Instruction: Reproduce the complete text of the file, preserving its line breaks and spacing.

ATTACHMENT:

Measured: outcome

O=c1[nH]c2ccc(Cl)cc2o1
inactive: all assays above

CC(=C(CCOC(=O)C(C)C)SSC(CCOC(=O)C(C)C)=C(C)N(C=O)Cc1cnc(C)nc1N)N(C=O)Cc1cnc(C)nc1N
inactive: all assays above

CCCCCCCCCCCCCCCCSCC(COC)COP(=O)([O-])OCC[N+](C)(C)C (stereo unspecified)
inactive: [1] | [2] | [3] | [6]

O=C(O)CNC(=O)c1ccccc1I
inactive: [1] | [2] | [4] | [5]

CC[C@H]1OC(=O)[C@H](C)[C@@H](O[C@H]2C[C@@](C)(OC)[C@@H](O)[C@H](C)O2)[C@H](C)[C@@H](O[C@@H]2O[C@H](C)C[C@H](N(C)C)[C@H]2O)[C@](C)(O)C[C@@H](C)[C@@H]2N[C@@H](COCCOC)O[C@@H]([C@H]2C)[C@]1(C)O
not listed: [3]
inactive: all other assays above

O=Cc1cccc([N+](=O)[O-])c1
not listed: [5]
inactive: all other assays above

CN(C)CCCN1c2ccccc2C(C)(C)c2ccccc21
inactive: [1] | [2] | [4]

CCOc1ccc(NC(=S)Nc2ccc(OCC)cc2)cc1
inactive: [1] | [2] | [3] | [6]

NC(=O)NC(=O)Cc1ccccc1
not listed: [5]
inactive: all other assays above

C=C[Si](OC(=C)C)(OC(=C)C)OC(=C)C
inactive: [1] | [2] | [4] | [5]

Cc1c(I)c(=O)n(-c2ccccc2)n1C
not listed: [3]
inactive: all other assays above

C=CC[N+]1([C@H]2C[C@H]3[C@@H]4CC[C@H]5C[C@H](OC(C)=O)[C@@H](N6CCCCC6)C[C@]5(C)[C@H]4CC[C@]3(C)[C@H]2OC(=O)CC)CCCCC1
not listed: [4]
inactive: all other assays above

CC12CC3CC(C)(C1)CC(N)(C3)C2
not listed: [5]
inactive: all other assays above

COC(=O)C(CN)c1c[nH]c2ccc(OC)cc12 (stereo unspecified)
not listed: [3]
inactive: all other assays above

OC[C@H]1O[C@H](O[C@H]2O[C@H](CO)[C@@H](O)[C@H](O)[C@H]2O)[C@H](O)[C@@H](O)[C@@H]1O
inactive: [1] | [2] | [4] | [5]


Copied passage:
Measured: outcome

O=c1[nH]c2ccc(Cl)cc2o1
inactive: all assays above

CC(=C(CCOC(=O)C(C)C)SSC(CCOC(=O)C(C)C)=C(C)N(C=O)Cc1cnc(C)nc1N)N(C=O)Cc1cnc(C)nc1N
inactive: all assays above

CCCCCCCCCCCCCCCCSCC(COC)COP(=O)([O-])OCC[N+](C)(C)C (stereo unspecified)
inactive: [1] | [2] | [3] | [6]

O=C(O)CNC(=O)c1ccccc1I
inactive: [1] | [2] | [4] | [5]

CC[C@H]1OC(=O)[C@H](C)[C@@H](O[C@H]2C[C@@](C)(OC)[C@@H](O)[C@H](C)O2)[C@H](C)[C@@H](O[C@@H]2O[C@H](C)C[C@H](N(C)C)[C@H]2O)[C@](C)(O)C[C@@H](C)[C@@H]2N[C@@H](COCCOC)O[C@@H]([C@H]2C)[C@]1(C)O
not listed: [3]
inactive: all other assays above

O=Cc1cccc([N+](=O)[O-])c1
not listed: [5]
inactive: all other assays above

CN(C)CCCN1c2ccccc2C(C)(C)c2ccccc21
inactive: [1] | [2] | [4]

CCOc1ccc(NC(=S)Nc2ccc(OCC)cc2)cc1
inactive: [1] | [2] | [3] | [6]

NC(=O)NC(=O)Cc1ccccc1
not listed: [5]
inactive: all other assays above

C=C[Si](OC(=C)C)(OC(=C)C)OC(=C)C
inactive: [1] | [2] | [4] | [5]

Cc1c(I)c(=O)n(-c2ccccc2)n1C
not listed: [3]
inactive: all other assays above

C=CC[N+]1([C@H]2C[C@H]3[C@@H]4CC[C@H]5C[C@H](OC(C)=O)[C@@H](N6CCCCC6)C[C@]5(C)[C@H]4CC[C@]3(C)[C@H]2OC(=O)CC)CCCCC1
not listed: [4]
inactive: all other assays above

CC12CC3CC(C)(C1)CC(N)(C3)C2
not listed: [5]
inactive: all other assays above

COC(=O)C(CN)c1c[nH]c2ccc(OC)cc12 (stereo unspecified)
not listed: [3]
inactive: all other assays above

OC[C@H]1O[C@H](O[C@H]2O[C@H](CO)[C@@H](O)[C@H](O)[C@H]2O)[C@H](O)[C@@H](O)[C@@H]1O
inactive: [1] | [2] | [4] | [5]